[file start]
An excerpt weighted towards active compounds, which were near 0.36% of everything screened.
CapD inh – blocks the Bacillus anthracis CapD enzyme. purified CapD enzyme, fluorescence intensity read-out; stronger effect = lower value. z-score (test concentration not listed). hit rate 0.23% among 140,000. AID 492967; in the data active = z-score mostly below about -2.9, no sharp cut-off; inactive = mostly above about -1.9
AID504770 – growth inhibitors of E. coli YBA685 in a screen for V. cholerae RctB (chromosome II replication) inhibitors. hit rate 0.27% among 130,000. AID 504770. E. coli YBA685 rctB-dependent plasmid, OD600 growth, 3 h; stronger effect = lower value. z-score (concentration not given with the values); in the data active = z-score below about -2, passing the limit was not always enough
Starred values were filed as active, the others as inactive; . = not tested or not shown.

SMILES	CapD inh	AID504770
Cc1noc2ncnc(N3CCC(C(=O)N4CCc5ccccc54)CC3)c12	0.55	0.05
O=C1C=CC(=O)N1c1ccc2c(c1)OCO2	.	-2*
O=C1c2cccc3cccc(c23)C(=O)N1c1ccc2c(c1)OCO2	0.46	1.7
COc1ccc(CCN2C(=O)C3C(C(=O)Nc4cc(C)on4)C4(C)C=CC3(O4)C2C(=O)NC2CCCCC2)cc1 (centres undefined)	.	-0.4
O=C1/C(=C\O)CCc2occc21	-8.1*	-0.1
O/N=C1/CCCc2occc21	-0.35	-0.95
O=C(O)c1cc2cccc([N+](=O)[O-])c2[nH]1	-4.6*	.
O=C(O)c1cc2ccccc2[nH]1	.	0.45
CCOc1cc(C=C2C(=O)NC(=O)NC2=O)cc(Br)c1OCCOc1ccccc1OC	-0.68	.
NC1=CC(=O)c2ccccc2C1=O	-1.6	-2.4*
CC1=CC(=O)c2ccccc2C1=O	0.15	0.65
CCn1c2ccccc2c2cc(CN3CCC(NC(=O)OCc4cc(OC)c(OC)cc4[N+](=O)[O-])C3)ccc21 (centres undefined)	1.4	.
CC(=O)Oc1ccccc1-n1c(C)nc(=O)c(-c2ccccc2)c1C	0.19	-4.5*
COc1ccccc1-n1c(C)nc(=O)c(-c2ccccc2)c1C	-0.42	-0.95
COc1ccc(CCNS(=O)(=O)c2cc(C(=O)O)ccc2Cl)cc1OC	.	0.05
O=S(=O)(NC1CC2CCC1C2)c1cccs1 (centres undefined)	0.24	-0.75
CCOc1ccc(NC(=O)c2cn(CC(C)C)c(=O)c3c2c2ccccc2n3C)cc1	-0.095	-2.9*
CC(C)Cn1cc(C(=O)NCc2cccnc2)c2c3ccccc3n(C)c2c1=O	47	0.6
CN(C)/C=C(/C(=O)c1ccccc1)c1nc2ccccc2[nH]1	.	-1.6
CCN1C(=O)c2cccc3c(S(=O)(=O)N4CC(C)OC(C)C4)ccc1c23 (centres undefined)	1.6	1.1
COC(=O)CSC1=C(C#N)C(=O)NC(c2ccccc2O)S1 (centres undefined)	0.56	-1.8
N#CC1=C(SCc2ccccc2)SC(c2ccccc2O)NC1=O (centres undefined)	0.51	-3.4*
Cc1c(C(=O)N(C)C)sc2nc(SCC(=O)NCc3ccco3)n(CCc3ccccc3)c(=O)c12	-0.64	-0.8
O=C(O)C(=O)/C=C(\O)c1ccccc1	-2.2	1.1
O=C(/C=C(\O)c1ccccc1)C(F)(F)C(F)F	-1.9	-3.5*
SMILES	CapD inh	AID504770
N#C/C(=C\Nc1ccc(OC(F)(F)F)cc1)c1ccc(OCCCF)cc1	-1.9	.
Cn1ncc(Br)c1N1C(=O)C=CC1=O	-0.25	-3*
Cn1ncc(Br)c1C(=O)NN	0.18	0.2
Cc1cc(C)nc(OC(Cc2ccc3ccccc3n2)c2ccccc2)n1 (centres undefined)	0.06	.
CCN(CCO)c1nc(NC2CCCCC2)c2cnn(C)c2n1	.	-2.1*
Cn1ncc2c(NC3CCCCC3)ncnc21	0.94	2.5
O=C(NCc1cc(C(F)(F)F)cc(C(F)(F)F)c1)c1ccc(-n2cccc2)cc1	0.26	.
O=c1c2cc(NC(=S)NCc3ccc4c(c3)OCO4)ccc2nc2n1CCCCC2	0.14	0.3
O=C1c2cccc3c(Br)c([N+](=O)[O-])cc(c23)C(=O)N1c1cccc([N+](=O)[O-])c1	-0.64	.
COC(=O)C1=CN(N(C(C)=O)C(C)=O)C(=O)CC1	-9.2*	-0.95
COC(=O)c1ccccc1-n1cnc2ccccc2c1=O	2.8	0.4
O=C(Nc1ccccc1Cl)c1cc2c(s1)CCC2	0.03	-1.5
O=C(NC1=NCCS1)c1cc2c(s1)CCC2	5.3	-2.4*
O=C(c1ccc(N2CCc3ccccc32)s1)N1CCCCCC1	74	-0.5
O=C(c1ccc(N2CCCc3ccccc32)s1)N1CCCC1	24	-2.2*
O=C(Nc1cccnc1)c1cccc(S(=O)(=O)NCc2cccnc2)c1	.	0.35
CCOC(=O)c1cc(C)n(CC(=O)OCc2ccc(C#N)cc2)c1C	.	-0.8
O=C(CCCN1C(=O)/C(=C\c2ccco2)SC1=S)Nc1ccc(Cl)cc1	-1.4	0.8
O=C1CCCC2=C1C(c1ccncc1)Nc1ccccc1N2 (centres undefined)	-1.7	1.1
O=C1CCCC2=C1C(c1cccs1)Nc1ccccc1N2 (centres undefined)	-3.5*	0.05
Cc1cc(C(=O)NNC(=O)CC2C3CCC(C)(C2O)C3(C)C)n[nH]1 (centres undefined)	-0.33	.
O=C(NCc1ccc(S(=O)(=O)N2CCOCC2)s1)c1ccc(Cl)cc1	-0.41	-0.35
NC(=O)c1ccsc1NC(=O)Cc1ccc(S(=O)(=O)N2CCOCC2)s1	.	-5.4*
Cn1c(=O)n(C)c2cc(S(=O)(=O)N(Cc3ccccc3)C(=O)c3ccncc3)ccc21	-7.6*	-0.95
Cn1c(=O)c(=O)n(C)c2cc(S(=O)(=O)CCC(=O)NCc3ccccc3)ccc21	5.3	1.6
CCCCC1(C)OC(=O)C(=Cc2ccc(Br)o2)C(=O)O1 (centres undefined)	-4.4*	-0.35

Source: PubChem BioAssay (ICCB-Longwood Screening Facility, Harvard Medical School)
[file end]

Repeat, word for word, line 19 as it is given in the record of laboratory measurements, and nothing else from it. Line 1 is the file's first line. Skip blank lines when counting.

COc1ccccc1-n1c(C)nc(=O)c(-c2ccccc2)c1C	-0.42	-0.95